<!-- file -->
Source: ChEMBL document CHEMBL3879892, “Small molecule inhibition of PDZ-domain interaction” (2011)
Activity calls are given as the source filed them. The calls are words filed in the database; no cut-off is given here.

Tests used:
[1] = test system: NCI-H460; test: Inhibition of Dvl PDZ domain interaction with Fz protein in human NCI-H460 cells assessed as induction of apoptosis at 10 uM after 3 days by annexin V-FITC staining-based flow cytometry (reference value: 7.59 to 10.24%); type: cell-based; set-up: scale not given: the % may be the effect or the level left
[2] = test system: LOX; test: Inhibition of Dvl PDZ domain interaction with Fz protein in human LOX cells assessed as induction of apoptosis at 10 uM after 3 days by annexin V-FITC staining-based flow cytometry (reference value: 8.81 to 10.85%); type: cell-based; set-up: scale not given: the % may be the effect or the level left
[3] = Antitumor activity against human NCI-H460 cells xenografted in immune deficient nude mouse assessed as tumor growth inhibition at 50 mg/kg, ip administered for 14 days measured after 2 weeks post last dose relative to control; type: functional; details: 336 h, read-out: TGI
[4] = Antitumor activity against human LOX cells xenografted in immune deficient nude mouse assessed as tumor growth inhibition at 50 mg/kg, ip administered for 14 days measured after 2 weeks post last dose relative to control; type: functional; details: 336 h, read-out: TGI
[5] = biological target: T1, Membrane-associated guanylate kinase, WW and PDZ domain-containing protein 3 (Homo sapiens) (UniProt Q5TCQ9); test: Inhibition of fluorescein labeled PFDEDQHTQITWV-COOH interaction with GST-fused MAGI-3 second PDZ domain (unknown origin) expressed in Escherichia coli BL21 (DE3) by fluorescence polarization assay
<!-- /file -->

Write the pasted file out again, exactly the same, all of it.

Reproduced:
Source: ChEMBL document CHEMBL3879892, “Small molecule inhibition of PDZ-domain interaction” (2011)
Activity calls are given as the source filed them. The calls are words filed in the database; no cut-off is given here.

Tests used:
[1] = test system: NCI-H460; test: Inhibition of Dvl PDZ domain interaction with Fz protein in human NCI-H460 cells assessed as induction of apoptosis at 10 uM after 3 days by annexin V-FITC staining-based flow cytometry (reference value: 7.59 to 10.24%); type: cell-based; set-up: scale not given: the % may be the effect or the level left
[2] = test system: LOX; test: Inhibition of Dvl PDZ domain interaction with Fz protein in human LOX cells assessed as induction of apoptosis at 10 uM after 3 days by annexin V-FITC staining-based flow cytometry (reference value: 8.81 to 10.85%); type: cell-based; set-up: scale not given: the % may be the effect or the level left
[3] = Antitumor activity against human NCI-H460 cells xenografted in immune deficient nude mouse assessed as tumor growth inhibition at 50 mg/kg, ip administered for 14 days measured after 2 weeks post last dose relative to control; type: functional; details: 336 h, read-out: TGI
[4] = Antitumor activity against human LOX cells xenografted in immune deficient nude mouse assessed as tumor growth inhibition at 50 mg/kg, ip administered for 14 days measured after 2 weeks post last dose relative to control; type: functional; details: 336 h, read-out: TGI
[5] = biological target: T1, Membrane-associated guanylate kinase, WW and PDZ domain-containing protein 3 (Homo sapiens) (UniProt Q5TCQ9); test: Inhibition of fluorescein labeled PFDEDQHTQITWV-COOH interaction with GST-fused MAGI-3 second PDZ domain (unknown origin) expressed in Escherichia coli BL21 (DE3) by fluorescence polarization assay